With only 7% of stolen goods recovered from domestic and residential burglaries, security is a serious issue for businesses of all sizes. However, small and medium sized enterprises (SMEs) often don’t have the luxuries big companies can afford, like 24/7 security monitoring services. SMEs have to rely on other options and trust that their office is as secure as can be when the last person leaves the office.
Whether you’re moving offices, ensuring all your security options are up to date, and not to forget the importance of online security, these tips will ensure you keep your small business safe.
Change or rekey your door locks
Over 50% of movers do not change their locks when they move to a new property, research shows. It is very important that you replace or rekey your main entry door lock as one of the previous owners, or even workmen, may still have a key to the property. For peace of mind and top security, it is best you change or rekey your locks.
With an accredited locksmith, small businesses can make the most of their existing lock through changing the keys. Alternatively, the locksmith might recommend a completely new one.
Either way, contacting trained locksmiths will guarantee peace of mind. As residential and commercial security company Banham say in their guide on whether you should rekey or replace your locks, “a lock is only as effective as the professional who installed it.”
Security alarms can save you money in the long-term
While locks are a great form of security, burglar alarms can provide an effective extra layer. Their appearance alone can be effective in stopping potential criminals say the National Security Inspectorate (NSI) on burglar alarm types.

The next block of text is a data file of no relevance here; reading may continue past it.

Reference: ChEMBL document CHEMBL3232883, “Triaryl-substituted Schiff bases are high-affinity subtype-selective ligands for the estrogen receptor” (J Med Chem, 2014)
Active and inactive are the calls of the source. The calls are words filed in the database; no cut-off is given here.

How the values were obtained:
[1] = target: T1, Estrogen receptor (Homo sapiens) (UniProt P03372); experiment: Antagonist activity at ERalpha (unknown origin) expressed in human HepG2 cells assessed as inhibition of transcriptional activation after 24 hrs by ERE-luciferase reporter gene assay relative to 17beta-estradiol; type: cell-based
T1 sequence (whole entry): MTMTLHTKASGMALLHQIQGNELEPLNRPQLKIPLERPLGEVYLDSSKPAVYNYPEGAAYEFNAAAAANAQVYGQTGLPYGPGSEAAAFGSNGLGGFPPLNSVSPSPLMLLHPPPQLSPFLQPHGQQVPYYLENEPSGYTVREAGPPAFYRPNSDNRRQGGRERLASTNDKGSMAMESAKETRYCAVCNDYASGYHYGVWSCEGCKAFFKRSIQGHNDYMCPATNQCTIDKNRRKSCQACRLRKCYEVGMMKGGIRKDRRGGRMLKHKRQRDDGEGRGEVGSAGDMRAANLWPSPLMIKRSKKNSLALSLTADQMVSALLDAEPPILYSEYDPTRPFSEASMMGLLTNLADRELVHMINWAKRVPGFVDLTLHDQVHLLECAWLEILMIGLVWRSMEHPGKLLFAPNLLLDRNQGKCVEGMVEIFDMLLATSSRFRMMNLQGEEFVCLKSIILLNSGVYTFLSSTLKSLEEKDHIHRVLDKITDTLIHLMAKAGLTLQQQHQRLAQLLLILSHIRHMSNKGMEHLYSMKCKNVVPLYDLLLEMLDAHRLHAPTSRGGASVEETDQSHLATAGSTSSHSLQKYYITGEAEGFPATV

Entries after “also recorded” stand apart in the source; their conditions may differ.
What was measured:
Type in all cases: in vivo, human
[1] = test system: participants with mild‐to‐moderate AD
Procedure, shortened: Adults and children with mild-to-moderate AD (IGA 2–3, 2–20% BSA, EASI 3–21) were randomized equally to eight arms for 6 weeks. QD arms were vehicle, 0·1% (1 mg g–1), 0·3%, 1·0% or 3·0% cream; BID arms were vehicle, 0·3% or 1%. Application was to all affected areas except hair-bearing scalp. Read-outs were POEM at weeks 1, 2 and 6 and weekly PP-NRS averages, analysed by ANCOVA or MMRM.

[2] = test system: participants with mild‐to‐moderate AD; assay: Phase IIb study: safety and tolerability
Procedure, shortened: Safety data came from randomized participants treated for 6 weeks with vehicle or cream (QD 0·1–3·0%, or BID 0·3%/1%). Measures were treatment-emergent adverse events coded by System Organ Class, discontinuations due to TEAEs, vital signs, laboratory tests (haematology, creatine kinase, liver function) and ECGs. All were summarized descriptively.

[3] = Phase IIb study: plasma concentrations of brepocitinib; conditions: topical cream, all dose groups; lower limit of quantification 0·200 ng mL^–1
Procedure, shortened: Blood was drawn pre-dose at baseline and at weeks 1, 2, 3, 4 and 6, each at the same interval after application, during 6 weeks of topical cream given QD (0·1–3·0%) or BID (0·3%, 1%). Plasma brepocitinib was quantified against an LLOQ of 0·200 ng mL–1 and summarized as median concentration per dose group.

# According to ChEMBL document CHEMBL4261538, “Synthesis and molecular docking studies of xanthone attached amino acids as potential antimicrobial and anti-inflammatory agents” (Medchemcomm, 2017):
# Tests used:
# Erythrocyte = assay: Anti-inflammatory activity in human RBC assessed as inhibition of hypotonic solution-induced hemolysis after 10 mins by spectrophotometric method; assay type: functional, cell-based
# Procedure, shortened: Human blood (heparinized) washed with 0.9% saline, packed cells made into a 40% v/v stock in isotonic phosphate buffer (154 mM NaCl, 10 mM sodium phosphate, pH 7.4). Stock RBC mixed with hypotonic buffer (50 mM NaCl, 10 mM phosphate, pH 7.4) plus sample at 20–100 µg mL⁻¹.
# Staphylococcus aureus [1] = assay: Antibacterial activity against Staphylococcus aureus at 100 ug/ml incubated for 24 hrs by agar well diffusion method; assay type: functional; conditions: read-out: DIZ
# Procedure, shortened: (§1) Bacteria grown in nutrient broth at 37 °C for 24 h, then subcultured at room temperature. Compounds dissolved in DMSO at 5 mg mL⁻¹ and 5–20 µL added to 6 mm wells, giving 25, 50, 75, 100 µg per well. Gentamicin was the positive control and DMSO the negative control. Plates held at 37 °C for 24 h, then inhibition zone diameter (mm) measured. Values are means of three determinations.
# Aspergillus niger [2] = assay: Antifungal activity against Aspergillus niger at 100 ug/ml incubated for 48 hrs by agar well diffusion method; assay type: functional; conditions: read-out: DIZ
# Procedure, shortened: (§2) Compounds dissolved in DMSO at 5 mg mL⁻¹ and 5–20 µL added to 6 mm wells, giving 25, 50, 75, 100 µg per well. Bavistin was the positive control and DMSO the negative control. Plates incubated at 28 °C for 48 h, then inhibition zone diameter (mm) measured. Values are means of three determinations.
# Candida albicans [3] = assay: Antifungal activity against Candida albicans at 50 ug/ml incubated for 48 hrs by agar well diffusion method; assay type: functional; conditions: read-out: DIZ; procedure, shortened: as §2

Though they are often associated with large costs, a study of small and medium sized business owners found that over 51% of businesses are targeted by crimes costing up to £2million, with each crime being worth around £2,625. Thus, it may be worth the expense if you have particularly expensive equipment in your premises.
Organise a recovery plan for possible cyber attacks
A report by the insurance company Zurich found that 875,000 SMEs across the UK have been affected by a cyber attack over the last 12-months. Just over a fifth of the companies in question reported that it cost more than £10,000 and 1 in 10 companies said the cyber attacks cost them more than £50,000.
With such potential of such a substantial financial loss for SMEs by cyber attacks, it can not be stressed enough how important cyber security is to a small business.
A SME is not expected to have a fully equipped team of IT specialist to hand if an attack did occur. Thus, it is advisable to prepare a strong cyber security response plan and clarify who would be in charge if an incident did occur. Other questions to consider include: How should HR handle employee communications if emails and intranets went down and will you notify customers?